In epidemiological studies of occupational related illnesses of the lumbar vertebral column, employees with sedentary office jobs are preferentially brought in as a low risk control group. The approach is contentious, however, it is certain that static, bad posture represents a risk for the upper spine and shoulder-arm area. Goal: determining the prevalence of spinal complaints in office workers; determining the connections between spinal strain and workplace ergonomics; determining the ergonomic quality of office workplaces
Written questioning of 1720 employees from 43 administrative bodies (59 % civil service) with regard to back complaints, workplace ergonomics, physical strains beyond work, psycho-social factors
62 % indicated musculoskeletal or joint pains, 43 % pains in the lumbar vertebral column area: the estimated prevalence of lumbar syndrome lay between 23 and 58 % (when working in front of computer screens approximately 8 % higher). The estimated prevalence over an entire life-span was between 45 and 85 % (population average: 28 to 50 %). There was a significantly increased prevalence of cervical vertebral column complaints at workplaces in front of computer screens. A large number of deficits were found in the ergonomic structuring of office workplaces; no significant influence on spinal complaints could, however, be proven.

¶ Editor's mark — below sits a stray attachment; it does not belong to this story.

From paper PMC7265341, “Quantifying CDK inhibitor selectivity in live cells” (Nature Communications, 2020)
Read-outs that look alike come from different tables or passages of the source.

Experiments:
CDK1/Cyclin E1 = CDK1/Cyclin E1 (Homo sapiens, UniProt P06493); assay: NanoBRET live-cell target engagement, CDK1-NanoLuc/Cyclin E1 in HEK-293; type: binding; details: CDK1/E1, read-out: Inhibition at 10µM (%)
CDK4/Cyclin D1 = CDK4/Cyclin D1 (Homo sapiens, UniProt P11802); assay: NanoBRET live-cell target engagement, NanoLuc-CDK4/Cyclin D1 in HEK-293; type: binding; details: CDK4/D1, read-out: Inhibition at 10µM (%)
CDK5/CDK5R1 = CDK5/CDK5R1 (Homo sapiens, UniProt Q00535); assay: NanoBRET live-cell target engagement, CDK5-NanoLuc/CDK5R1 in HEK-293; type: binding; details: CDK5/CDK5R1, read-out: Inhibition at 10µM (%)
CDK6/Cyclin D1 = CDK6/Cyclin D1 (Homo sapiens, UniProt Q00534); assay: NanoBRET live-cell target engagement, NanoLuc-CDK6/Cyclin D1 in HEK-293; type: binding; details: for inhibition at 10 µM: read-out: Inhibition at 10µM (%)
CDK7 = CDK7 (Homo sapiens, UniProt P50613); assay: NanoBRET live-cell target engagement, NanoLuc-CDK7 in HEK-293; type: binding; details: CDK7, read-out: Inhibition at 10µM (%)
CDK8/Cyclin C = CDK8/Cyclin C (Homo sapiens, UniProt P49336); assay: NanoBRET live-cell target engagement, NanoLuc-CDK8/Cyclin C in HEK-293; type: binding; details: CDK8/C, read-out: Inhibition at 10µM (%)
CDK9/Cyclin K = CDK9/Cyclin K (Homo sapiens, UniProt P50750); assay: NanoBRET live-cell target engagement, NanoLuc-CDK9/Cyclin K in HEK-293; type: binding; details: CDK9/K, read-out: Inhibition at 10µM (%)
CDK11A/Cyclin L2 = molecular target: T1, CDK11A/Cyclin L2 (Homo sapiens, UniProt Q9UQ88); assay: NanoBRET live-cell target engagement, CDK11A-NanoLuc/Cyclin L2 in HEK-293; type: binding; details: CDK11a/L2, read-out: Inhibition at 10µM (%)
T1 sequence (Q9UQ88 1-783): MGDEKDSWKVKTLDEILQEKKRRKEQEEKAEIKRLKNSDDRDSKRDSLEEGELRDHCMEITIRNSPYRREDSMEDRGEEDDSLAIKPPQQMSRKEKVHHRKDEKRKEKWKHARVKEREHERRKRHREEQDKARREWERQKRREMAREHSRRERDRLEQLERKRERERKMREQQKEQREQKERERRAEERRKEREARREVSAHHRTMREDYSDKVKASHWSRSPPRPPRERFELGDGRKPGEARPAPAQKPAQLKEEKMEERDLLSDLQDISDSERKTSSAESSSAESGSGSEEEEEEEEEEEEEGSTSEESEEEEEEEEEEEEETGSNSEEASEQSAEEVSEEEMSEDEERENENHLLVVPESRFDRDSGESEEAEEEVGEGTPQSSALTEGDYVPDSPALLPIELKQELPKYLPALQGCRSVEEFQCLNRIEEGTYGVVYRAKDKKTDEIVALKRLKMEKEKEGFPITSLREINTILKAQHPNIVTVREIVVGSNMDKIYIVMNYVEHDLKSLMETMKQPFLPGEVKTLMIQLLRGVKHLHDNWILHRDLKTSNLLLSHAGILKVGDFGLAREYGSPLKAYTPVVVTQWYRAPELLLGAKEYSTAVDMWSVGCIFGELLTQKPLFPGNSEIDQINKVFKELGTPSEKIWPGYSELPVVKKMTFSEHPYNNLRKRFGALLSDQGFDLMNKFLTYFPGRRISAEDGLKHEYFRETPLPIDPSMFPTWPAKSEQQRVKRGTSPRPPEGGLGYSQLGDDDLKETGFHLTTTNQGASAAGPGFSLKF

Michaelis, Nübling, Peinecke, Stößel, Hofmann: Zur arbeitsmedizinischen Bedeutung des Lumbal- und Zervikalsyndroms bei Büroangestellten. Arbeitsmed. Sozialmed. Umweltmed. 32 (1997) S. 368-374
-cross sectoral-Type of hazard:
Epidemiologie, Gesundheitliche Beeinträchtigungen und Störungen, ErgonomieDescription, key words:
Correlation of spinal complaints with working conditions in the office